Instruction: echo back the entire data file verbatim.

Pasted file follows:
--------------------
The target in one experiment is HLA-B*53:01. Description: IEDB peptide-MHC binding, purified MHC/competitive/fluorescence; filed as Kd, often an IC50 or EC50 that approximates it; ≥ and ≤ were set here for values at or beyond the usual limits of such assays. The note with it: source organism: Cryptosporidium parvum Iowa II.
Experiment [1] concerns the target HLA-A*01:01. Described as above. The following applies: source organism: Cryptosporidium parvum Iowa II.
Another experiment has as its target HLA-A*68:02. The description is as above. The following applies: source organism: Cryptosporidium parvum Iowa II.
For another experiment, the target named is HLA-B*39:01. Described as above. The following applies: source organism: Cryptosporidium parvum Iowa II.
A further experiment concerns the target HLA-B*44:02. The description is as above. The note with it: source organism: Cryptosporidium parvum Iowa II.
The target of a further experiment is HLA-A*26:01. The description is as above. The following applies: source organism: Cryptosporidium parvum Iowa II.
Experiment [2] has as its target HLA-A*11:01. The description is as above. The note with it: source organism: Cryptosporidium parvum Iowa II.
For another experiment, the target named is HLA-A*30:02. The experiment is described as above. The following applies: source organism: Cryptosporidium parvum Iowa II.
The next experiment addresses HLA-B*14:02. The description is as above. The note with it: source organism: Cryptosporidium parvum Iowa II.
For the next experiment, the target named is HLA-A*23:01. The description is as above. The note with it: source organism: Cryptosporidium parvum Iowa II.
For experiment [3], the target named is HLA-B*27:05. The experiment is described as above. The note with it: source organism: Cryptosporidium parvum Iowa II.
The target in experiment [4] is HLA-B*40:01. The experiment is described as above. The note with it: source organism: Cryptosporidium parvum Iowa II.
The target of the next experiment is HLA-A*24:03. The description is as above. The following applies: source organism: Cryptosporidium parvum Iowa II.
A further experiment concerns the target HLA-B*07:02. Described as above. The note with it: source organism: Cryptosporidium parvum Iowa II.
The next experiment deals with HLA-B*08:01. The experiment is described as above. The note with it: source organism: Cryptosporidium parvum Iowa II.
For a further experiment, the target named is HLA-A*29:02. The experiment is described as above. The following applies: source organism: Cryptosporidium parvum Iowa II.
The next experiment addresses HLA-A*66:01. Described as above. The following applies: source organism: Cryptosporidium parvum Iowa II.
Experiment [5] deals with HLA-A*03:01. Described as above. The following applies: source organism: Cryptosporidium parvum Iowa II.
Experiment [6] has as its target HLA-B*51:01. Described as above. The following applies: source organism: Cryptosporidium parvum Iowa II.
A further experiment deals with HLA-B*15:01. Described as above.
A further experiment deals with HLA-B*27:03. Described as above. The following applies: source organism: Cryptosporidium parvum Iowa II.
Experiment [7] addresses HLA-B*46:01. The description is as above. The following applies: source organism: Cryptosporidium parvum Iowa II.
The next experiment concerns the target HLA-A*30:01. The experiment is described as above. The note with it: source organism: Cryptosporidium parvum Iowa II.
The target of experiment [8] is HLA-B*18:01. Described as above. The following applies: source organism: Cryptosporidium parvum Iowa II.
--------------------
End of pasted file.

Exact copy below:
The target in one experiment is HLA-B*53:01. Description: IEDB peptide-MHC binding, purified MHC/competitive/fluorescence; filed as Kd, often an IC50 or EC50 that approximates it; ≥ and ≤ were set here for values at or beyond the usual limits of such assays. The note with it: source organism: Cryptosporidium parvum Iowa II.
Experiment [1] concerns the target HLA-A*01:01. Described as above. The following applies: source organism: Cryptosporidium parvum Iowa II.
Another experiment has as its target HLA-A*68:02. The description is as above. The following applies: source organism: Cryptosporidium parvum Iowa II.
For another experiment, the target named is HLA-B*39:01. Described as above. The following applies: source organism: Cryptosporidium parvum Iowa II.
A further experiment concerns the target HLA-B*44:02. The description is as above. The note with it: source organism: Cryptosporidium parvum Iowa II.
The target of a further experiment is HLA-A*26:01. The description is as above. The following applies: source organism: Cryptosporidium parvum Iowa II.
Experiment [2] has as its target HLA-A*11:01. The description is as above. The note with it: source organism: Cryptosporidium parvum Iowa II.
For another experiment, the target named is HLA-A*30:02. The experiment is described as above. The following applies: source organism: Cryptosporidium parvum Iowa II.
The next experiment addresses HLA-B*14:02. The description is as above. The note with it: source organism: Cryptosporidium parvum Iowa II.
For the next experiment, the target named is HLA-A*23:01. The description is as above. The note with it: source organism: Cryptosporidium parvum Iowa II.
For experiment [3], the target named is HLA-B*27:05. The experiment is described as above. The note with it: source organism: Cryptosporidium parvum Iowa II.
The target in experiment [4] is HLA-B*40:01. The experiment is described as above. The note with it: source organism: Cryptosporidium parvum Iowa II.
The target of the next experiment is HLA-A*24:03. The description is as above. The following applies: source organism: Cryptosporidium parvum Iowa II.
A further experiment concerns the target HLA-B*07:02. Described as above. The note with it: source organism: Cryptosporidium parvum Iowa II.
The next experiment deals with HLA-B*08:01. The experiment is described as above. The note with it: source organism: Cryptosporidium parvum Iowa II.
For a further experiment, the target named is HLA-A*29:02. The experiment is described as above. The following applies: source organism: Cryptosporidium parvum Iowa II.
The next experiment addresses HLA-A*66:01. Described as above. The following applies: source organism: Cryptosporidium parvum Iowa II.
Experiment [5] deals with HLA-A*03:01. Described as above. The following applies: source organism: Cryptosporidium parvum Iowa II.
Experiment [6] has as its target HLA-B*51:01. Described as above. The following applies: source organism: Cryptosporidium parvum Iowa II.
A further experiment deals with HLA-B*15:01. Described as above.
A further experiment deals with HLA-B*27:03. Described as above. The following applies: source organism: Cryptosporidium parvum Iowa II.
Experiment [7] addresses HLA-B*46:01. The description is as above. The following applies: source organism: Cryptosporidium parvum Iowa II.
The next experiment concerns the target HLA-A*30:01. The experiment is described as above. The note with it: source organism: Cryptosporidium parvum Iowa II.
The target of experiment [8] is HLA-B*18:01. Described as above. The following applies: source organism: Cryptosporidium parvum Iowa II.